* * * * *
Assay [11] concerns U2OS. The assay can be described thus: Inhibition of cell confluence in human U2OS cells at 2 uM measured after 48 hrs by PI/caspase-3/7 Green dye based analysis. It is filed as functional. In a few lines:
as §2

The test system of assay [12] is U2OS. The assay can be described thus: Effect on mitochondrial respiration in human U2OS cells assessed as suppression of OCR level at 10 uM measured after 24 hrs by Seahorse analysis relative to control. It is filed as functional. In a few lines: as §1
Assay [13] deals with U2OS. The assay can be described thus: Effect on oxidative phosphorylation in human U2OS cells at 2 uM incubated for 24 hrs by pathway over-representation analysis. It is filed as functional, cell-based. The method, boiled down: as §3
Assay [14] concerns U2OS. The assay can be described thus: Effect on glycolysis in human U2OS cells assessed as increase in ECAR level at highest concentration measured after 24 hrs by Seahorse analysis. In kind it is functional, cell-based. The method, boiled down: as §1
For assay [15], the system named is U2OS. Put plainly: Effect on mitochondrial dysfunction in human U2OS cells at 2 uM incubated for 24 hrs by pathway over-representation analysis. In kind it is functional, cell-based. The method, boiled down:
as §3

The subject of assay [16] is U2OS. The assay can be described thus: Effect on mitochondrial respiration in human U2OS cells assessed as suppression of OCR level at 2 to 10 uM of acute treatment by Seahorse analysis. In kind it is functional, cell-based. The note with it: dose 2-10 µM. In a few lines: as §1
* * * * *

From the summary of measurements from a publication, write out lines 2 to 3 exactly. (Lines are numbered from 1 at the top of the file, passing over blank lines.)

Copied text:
as §2

The test system of assay [12] is U2OS. The assay can be described thus: Effect on mitochondrial respiration in human U2OS cells assessed as suppression of OCR level at 10 uM measured after 24 hrs by Seahorse analysis relative to control. It is filed as functional. In a few lines: as §1